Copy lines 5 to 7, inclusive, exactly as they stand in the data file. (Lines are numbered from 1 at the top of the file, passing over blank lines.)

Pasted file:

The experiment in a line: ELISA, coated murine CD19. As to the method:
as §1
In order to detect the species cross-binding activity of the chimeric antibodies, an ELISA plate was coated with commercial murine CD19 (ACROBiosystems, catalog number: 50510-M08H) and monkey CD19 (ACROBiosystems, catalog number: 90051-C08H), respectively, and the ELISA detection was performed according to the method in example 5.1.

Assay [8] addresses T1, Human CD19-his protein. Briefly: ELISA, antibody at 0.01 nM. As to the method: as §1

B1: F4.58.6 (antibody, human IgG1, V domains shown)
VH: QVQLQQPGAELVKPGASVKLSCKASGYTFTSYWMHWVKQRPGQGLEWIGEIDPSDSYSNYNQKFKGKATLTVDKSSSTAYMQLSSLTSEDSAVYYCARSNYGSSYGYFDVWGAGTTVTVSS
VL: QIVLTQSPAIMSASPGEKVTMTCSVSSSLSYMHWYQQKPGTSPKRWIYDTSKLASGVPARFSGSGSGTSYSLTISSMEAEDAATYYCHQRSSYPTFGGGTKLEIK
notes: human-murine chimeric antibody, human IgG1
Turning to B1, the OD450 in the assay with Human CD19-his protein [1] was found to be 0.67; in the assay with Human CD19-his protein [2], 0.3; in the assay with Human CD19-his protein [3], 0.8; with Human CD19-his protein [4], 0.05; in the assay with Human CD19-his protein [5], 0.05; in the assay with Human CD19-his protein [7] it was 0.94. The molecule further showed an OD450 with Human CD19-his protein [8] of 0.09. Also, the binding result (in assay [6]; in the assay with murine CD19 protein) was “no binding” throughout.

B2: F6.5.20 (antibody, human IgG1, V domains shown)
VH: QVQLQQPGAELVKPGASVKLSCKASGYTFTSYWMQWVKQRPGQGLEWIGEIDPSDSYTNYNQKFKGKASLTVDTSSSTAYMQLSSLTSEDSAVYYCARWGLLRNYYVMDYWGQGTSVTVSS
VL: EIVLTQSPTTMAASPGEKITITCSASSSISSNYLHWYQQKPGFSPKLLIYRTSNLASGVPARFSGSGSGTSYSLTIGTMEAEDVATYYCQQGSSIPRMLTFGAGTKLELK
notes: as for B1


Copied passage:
B1: F4.58.6 (antibody, human IgG1, V domains shown)
VH: QVQLQQPGAELVKPGASVKLSCKASGYTFTSYWMHWVKQRPGQGLEWIGEIDPSDSYSNYNQKFKGKATLTVDKSSSTAYMQLSSLTSEDSAVYYCARSNYGSSYGYFDVWGAGTTVTVSS
VL: QIVLTQSPAIMSASPGEKVTMTCSVSSSLSYMHWYQQKPGTSPKRWIYDTSKLASGVPARFSGSGSGTSYSLTISSMEAEDAATYYCHQRSSYPTFGGGTKLEIK